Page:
maxomai: (typewriter guy wtf)
So pretty much everyone knows that Todd Akin, Republican candidate for US Senate from the Great State of Missouri, said this on Sunday:

“It seems to be, first of all, from what I understand from doctors, [becoming pregnant as the result of rape is] really rare. If it’s a legitimate rape, the female body has ways to try to shut the whole thing down.” (NYT)


This statement has the advantages of being, simultaneously, politically incorrect, victim-blaming, weirdly slut-shaming, a window into the psyche of the Christian right (2), and completely wrong on the facts. In the last 24 hours it's been The Political Story in the United States. But has it hurt his chances?

Well, thanks to a poll taken just yesterday, we have some idea, kinda. Or, actually, we don't, as I'll argue below.

Via PPP:

Akin (R) 44
McCaskill (D, inc) 43
MOE 4

Akin barely leads McCaskill here, but look at the results for questions 8 and 11 (PDF):

Q8 Who did you vote for President in 2008?

John McCain...................................................49%
Barack Obama................................................44%
Someone else/Don'tremember...................... 7%

Q11 If you are a Democrat, press 1. If a Republican, press 2. If you are an independent or identify with another party, press 3.

Democrat ........................................................ 30%
Republican ...................................................... 39%
Independent/Other .......................................... 32%


In 2008, John McCain won Missouri by a tenth of a percentage point of the vote total. And in 2010, a year that was much more favorable to Republicans than 2012 is going to be, the turnout was 34% Democratic, 37% Republican, 28% Independent. If we play with the cross-tabs, we can predict what the results would be if the turnout in November matches the partisan mix we saw in 2010:

Akin: 45
McCaskill: 46

Between this, and the methodological problems involved with a snap, one-day-only poll, it's reasonable to reject this poll.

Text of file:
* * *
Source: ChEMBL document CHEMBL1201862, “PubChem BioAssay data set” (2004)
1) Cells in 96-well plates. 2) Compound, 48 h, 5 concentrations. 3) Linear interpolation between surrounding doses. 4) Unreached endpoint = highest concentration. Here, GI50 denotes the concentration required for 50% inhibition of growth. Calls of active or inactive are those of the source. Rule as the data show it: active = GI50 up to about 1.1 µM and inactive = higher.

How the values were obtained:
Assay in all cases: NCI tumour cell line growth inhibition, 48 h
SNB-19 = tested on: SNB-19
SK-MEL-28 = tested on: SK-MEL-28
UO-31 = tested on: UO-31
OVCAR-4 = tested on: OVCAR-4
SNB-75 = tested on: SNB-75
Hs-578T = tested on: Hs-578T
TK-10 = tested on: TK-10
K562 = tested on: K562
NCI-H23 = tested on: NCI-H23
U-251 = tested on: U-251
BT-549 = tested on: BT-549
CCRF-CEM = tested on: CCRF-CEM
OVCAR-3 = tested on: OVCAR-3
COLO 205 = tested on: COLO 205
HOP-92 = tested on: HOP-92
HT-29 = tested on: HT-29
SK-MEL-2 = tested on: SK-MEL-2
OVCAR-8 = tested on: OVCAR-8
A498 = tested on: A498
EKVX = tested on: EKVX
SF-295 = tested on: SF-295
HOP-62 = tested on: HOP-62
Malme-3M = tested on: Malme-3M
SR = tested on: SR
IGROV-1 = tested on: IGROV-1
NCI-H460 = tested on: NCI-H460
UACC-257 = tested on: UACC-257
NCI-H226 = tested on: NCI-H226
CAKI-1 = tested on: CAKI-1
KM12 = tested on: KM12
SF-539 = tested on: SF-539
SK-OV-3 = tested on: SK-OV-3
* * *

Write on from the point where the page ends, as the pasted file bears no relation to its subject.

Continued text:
The Democrats and the Republicans both have smart people looking at this race. Both parties know, I believe, that Akin is a complete dog of a candidate right now. For the Republicans, the situation is more dire. They want control of the Senate, and without a win in Missouri this becomes next to impossible. Missouri and DC Republicans have to believe that they could do better with Tracy FlickSarah Steelman now. The best way to replace Akin is for him to voluntarily drop out of the race by 5:00 PM CDT today. Barring that, the GOP will have to get a court order, or just live with Akin. Needless to say, the Republican Apparatus has been pressuring Akin to drop out of the Senate race and backed up their words by yanking their money. The Democrats, for their part, have an anti-Akin ad buy lined up for later this week.

All of this makes this PPP poll result especially dangerous for the GOP. Despite all its flaws, there's a good chance that Akin, darling of the Tea Party, will look at this poll from a normally lean-Democratic outfit, and conclude that he still dominates this race. The fact that he's putting out a new TV ad asking for forgiveness for his obnoxious, provably wrong statements, leads me to believe that he's still leaning towards staying in the race. If he does, I think he has a very hard road ahead.

(EDIT: in fact he cited this poll this morning on Mike Huckabee's radio show, as one of the main reasons he's staying in.)

By the way, you can donate to Todd Akin's opponent, Claire McCaskill, here.
maxomai: (typewriter guy wtf)
So pretty much everyone knows that Todd Akin, Republican candidate for US Senate from the Great State of Missouri, said this on Sunday:

“It seems to be, first of all, from what I understand from doctors, [becoming pregnant as the result of rape is] really rare. If it’s a legitimate rape, the female body has ways to try to shut the whole thing down.” (NYT)